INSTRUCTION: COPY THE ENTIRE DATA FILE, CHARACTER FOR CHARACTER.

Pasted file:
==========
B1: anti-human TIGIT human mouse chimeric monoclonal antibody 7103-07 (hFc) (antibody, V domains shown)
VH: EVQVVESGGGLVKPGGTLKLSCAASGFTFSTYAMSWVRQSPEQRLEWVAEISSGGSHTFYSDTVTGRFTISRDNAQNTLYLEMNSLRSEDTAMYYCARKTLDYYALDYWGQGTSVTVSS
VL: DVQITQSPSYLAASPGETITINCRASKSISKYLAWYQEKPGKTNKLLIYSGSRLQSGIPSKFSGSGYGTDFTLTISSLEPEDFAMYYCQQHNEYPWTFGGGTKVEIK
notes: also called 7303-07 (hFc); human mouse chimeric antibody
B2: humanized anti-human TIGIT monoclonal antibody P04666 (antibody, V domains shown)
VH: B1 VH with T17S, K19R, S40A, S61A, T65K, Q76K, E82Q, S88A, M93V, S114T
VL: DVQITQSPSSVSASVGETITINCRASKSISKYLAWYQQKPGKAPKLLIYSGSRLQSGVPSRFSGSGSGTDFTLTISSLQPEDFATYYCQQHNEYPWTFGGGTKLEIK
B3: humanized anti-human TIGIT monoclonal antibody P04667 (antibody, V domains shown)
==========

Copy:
B1: anti-human TIGIT human mouse chimeric monoclonal antibody 7103-07 (hFc) (antibody, V domains shown)
VH: EVQVVESGGGLVKPGGTLKLSCAASGFTFSTYAMSWVRQSPEQRLEWVAEISSGGSHTFYSDTVTGRFTISRDNAQNTLYLEMNSLRSEDTAMYYCARKTLDYYALDYWGQGTSVTVSS
VL: DVQITQSPSYLAASPGETITINCRASKSISKYLAWYQEKPGKTNKLLIYSGSRLQSGIPSKFSGSGYGTDFTLTISSLEPEDFAMYYCQQHNEYPWTFGGGTKVEIK
notes: also called 7303-07 (hFc); human mouse chimeric antibody
B2: humanized anti-human TIGIT monoclonal antibody P04666 (antibody, V domains shown)
VH: B1 VH with T17S, K19R, S40A, S61A, T65K, Q76K, E82Q, S88A, M93V, S114T
VL: DVQITQSPSSVSASVGETITINCRASKSISKYLAWYQQKPGKAPKLLIYSGSRLQSGVPSRFSGSGSGTDFTLTISSLQPEDFATYYCQQHNEYPWTFGGGTKLEIK
B3: humanized anti-human TIGIT monoclonal antibody P04667 (antibody, V domains shown)